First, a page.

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NEH Institute: U.S.-Soviet Relations, 1961-1975
War, Revolution, and Empire: U.S.-Russian/Soviet Relations, 1776-Present
JSTOR contains the full-text of articles from core journals in several academic disciplines, including history. Coverage is from each journal's first issue and continues through 2-5 years from the most recently published issues.
David Foglesong tells the fascinating story of American efforts to liberate and remake Russia since the 1880s. He analyzes the involvement of journalists, political activists, propagandists, missionaries, diplomats, engineers, and others in this grand crusade, paying special attention to the influence of religious beliefs on Americans' sense of duty to emancipate, convert, or reform Russia.
This book exposes the misconceptions, half-truths, and outright lies that have shaped the still dominant but largely mythical version of what happened in the White House during those harrowing two weeks of secret Cuban missile crisis deliberations. A half-century after the event it is surely time to demonstrate, once and for all, that RFK's Thirteen Days and the personal memoirs of other ExComm members cannot be taken seriously as historically accurate accounts of the ExComm meetings.
Although many volumes have been written on the Nixon–Kissinger foreign policy, this book provides the first sustained treatment of the Nixon Doctrine. Enunciated by President Nixon in July 1969, the Nixon Doctrine established the basis not only for the subsequent American withdrawal from Vietnam, but also, more broadly, for US security policy towards the Third World. Along with US–Soviet detente, it stood as one of the two central elements of the Nixon–Kissinger diplomatic strategy.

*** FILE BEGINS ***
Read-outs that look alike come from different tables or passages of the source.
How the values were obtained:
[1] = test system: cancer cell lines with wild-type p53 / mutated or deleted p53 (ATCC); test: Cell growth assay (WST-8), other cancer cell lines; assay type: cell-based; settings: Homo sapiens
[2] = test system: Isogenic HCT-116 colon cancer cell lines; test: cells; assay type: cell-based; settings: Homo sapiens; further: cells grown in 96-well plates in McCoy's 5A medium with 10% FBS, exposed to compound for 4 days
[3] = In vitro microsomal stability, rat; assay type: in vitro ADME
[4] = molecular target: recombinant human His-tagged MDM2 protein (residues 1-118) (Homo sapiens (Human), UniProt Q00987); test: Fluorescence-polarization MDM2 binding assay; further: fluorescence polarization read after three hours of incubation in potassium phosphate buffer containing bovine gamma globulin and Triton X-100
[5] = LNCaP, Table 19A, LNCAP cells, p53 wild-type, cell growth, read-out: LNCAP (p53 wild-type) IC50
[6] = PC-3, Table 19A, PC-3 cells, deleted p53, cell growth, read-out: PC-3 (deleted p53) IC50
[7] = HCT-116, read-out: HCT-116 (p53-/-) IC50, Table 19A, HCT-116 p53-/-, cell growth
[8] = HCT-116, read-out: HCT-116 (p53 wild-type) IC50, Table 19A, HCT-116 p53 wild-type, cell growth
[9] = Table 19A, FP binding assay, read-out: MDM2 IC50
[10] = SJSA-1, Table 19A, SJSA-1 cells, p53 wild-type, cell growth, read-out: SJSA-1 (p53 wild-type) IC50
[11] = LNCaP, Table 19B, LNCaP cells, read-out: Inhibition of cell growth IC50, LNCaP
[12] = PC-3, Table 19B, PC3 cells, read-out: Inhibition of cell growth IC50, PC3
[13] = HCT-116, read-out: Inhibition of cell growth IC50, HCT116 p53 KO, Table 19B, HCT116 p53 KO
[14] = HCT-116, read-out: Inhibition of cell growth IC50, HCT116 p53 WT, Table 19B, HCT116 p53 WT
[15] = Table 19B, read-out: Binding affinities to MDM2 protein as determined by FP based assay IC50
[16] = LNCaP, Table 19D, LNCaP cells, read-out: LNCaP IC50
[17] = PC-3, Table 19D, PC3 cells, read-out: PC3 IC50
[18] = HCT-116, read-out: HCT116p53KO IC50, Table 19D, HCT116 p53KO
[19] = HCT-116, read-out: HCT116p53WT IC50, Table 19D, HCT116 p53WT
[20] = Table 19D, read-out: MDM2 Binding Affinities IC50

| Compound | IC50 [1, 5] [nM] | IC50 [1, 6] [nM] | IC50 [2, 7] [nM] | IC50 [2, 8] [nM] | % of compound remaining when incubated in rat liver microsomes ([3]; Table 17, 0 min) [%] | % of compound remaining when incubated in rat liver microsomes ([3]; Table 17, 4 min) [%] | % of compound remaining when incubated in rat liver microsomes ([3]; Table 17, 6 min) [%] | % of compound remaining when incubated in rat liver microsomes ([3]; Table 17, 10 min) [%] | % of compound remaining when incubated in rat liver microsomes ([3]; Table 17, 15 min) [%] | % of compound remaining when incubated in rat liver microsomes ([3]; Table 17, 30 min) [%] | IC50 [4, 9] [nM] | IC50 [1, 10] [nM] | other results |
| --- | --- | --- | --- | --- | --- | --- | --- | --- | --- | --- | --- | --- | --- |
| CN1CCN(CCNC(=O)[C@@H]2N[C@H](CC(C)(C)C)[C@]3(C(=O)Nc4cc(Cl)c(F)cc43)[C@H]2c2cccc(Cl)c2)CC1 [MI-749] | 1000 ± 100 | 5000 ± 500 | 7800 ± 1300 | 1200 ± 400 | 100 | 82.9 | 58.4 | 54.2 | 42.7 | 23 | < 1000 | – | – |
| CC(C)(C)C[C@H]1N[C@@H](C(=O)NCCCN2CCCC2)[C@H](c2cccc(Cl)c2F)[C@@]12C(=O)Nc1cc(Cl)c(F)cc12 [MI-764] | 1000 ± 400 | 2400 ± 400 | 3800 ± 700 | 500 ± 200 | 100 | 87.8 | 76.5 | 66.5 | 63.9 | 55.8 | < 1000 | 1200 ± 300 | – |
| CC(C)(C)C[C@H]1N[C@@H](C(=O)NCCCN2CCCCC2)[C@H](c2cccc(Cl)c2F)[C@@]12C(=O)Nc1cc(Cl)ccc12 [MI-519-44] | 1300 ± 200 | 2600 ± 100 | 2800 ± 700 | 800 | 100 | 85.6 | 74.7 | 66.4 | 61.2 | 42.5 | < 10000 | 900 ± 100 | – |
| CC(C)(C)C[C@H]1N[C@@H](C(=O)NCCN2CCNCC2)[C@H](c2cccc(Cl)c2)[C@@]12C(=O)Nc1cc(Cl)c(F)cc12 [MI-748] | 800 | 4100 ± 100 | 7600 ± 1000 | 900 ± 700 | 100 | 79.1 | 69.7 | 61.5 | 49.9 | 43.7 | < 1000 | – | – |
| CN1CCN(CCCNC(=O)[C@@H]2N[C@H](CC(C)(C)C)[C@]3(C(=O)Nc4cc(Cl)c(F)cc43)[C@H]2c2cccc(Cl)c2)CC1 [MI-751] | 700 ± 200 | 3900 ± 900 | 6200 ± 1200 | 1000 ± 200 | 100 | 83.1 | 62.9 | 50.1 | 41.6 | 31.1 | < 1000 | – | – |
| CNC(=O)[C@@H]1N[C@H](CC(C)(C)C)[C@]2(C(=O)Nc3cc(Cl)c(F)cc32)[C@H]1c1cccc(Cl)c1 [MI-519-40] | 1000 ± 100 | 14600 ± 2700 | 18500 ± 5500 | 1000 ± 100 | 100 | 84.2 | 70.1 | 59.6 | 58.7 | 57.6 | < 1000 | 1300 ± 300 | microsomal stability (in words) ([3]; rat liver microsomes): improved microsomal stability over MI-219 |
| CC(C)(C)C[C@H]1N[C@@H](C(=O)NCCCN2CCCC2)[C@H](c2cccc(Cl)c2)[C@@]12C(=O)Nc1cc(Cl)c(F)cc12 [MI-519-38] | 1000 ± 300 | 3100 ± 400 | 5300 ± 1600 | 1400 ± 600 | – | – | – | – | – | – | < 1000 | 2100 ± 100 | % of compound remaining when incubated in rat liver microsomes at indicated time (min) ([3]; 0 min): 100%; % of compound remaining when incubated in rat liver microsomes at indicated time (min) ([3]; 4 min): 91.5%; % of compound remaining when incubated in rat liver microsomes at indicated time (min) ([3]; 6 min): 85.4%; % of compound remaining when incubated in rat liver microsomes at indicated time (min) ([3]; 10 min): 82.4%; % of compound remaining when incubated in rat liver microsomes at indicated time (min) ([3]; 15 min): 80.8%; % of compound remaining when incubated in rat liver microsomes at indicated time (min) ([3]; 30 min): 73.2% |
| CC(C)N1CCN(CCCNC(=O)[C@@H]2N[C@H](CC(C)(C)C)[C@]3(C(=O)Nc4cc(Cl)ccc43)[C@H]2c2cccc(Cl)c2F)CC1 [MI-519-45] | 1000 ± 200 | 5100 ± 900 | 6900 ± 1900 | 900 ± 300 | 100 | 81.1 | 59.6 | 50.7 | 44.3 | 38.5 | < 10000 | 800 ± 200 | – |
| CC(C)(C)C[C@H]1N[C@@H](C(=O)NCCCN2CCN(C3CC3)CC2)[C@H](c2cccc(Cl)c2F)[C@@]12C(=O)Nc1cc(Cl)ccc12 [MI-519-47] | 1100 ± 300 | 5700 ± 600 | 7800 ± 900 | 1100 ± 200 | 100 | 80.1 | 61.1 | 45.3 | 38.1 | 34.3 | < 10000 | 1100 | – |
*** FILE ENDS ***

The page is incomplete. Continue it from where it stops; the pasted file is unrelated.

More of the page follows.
To the amazement of the public, pundits, and even the policymakers themselves, the ideological and political conflict that had endangered the world for half a century came to an end in 1990. How did that happen? What caused the cold war in the first place, and why did it last as long as it did?
In a brilliantly conceived book, Jeremi Suri puts the tumultuous 1960s into a truly international perspective in the first study to examine the connections between great power diplomacy and global social protest. Profoundly disturbed by increasing social and political discontent, Cold War powers united on the international front, in the policy of detente. Though reflecting traditional balance of power considerations, detente thus also developed from a common urge for stability among leaders who by the late 1960s were worried about increasingly threatening domestic social activism.
Taking up the torch of George Kennan, Pulitzer Prize winner Walter McDougall proposes nothing less than to cleanse the vocabulary of our post-Cold War debate on America's place in world affairs. Looking back over two centuries, he draws a striking contrast between America as a Promised Land, a vision inspired by the Old Testament of our diplomatic wisdom through the nineteenth century, and the contrary vision of America as a Crusader State, which inspired the New Testament of our foreign policy beginning at the time of the Spanish-American War and reaching its fulfillment in Vietnam.
In keeping with the other titles in Robert J. McMahon’s Issues in the History of American Foreign Relations series, Jussi M. Hanhimäki offers students and scholars a survey of the evolution of American foreign policy during a key period in recent history, the era of superpower détente and global transformation in the 1960s and 1970s. Describing détente as not only an era but also a strategy of waging the Cold War, Hanhimäki examines the reasons that led to the rise of détente, explores the highlights of the era’s reduced East-West tensions, and explains the causes of détente’s demise.
Call Number: S 1.2:SO 8/15 (Government Documents, Lower Level)
Publication Date: 2007
Ebook: A one-volume joint documentary publication presenting the formerly secret record of how the United States and Soviet Union moved from Cold War to détente during 1969-1972. Published side-by side are U.S. and Soviet accounts of meetings between Henry Kissinger and Soviet Ambassador Anatoliy Dobrynin, the so-called Kissinger-Dobrynin confidential channel, related documents, and the full Soviet and U.S. record of the first Moscow Summit between President Richard Nixon and Soviet Secretary General Lenoid Brezhnev. The Soviet documents are being released in the volume for the first time anywhere. Scholars, journalists, and the public have the unique opportunity to compare independent accounts, the Soviet and U.S., of a crucial foreign policy dialogue and process.
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